Counting visible copies of components

Hi guys,
I’ve been making a dynamic dining set for an event planner. I’m trying to make things as simple as possible as his team have no experience in 3d modelling and want to just drag and drop components. So I’ve made this dynamic component have all their standard options (height, size, #chairs, Type of chairs, table cloth, etc)
Now they’re also looking for a way to do a report to count all the components because sometimes they have 20-30 tables with different amount of chairs.
I’ve tried looking at Model Info and Generate report, however it counts each copy as 1 rather than give a total, and some hidden components (of the other chair types when not select) are included in the report. I’d like to avoid having them generate a report and then add a formula to count the repeats of names and exclude Hidden components.

In my screen shots, I’m showing my model with 8 Regular chairs, 5 Ghosts chairs, and 0 Napoleon chairs, yet the model info gives me the hidden ones too. Also, even the last number of the copies in the report are not accurate, I guess because I need to purge each time, otherwise if I have 10 chairs, delete and then copy another 10, the last chair # is 20.
Does anyone know of a way I can get a report with the total of visible components? Or any simpler solution to this.

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Not sure, but I will do some digging. This would be useful in some if my projects as well.


For the programmers out there:
How hard would it be to code a script that allows you to first select a component, and then it’ll scan your model and return the amount of copies? It sounds simples, but I’m not sure if it’ll search based on identical edges/faces or name or both.

It’s actually quite easy. Here’s a bare-bones answer that deals with both outright hidden and placed on a hidden layer. I didn’t include any error checking, so be careful what you select!

require “sketchup”

def count_instances
count = 0
defn.instances.each do |inst|
count = count+1 if inst.visible? && inst.layer.visible?

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Hi @slbaumgartner Can you explain in more detail? I don’t know Ruby Script. Do I copy/paste this into the Ruby Console? Do I have to replace a certain text with the name of the component I want a unit count for? Thanks.


Open the Ruby Console then cut-and-paste the Ruby into the input portion of the Console. Then select a ComponentInstance you want to count. Finally, type count_instances in the Ruby Console input area. You will see the count displayed in the output area of the Console. This relies on the selection, not on name or anything like that.

I did this in great haste just to show that it is very easy. A tool version would flesh this out to not need the Console and to handle errors. I didn’t look to see if anyone has ever published one

Cool, except what about nested components?
And I tried exploding my dining set after, but it still didn’t get the correct amount. Does it count differently towards actually copy/pasted components vs Copied through dynamic function? Thanks. And I’ll look around for a plugin, found nothing on a quick search

I’m not entirely sure what you mean about nested components. This snippet works from the selection. If a component is nested inside another, you have to open the outer one before you can select the nested one. But so far as I can see, the code counts instances that are nested as well as ones that are not. Perhaps there is something else going on in your dining set. Would you be willing to share the model?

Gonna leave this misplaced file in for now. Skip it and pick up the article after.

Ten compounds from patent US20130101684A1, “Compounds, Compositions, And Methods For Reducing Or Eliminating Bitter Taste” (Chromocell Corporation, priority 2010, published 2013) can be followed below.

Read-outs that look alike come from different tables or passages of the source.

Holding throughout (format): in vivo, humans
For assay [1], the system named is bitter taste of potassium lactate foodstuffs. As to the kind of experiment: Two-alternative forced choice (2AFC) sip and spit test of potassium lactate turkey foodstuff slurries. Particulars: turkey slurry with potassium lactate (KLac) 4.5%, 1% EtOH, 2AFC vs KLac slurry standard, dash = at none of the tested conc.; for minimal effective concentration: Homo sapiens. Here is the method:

Chair_Test_2.skp (2.2 MB)
I tried selecting from within the component, still didn’t give me the correct number. I’m also looking for a solution without having to enter each set, would it be possible to write a script that can look inside each component in a model? Thanks
Even outside of the component, I got 1 instead of two. Or does it not count the original?

Hmm…The problem is that the Dynamic Components technique you are using creates a new, distinct ComponentDefinition for each chair instance that it places, even though they are identical other than location. So, the table in your model has eight independent ComponentDefinitions, with names like 1_Regular#1, 1_Regular#2, etc. My snippet doesn’t see the chairs as instances of the same thing. To recognize them as such, it would indeed have to process the names. I’ll give that a shot.

But in the mean time, I wonder if the chairs really need to be DCs, since they differ only in location and orientation. Perhaps someone more expert in DCs than I can chime in and suggest a better way for you to generate your model.

I’m copying the component through the copy function. I figured it would be lighter for the model than to always have 12 copy/pasted components and just hide the ones I don’t need.
Anyone else have any input?

Thanks @slbaumgartner for checking it out.

The following should work with your model. Are you copying via a DC copy function? If so, it is making each copy into its own distinct definition, which isn’t doing what you wanted in terms of sharing. Again, I’m not much into DC’s, so I don’t know if this could be avoided.

def count_DC_instances
if sel.nil?
puts “please select something first”
if defn.nil?
puts “the selection isn’t a component”
name =
if name =~ /(\w*)#\d+/
basename = $1
puts “looking for definitions like #{basename}”
defs = Sketchup.active_model.definitions
count = 0
defs.each do |cdef|
if defname.start_with? basename
cdef.instances.each do |inst|
count=count+1 if inst.visible? && inst.layer.visible?
puts “found #{count} instances like #{basename}”

(ugh! I need to learn how to format code in this board!)

Thanks, I’ll try it monday.

Do you think it’s better to have copied components (12 times in this time) or just one and use the DC Copy function?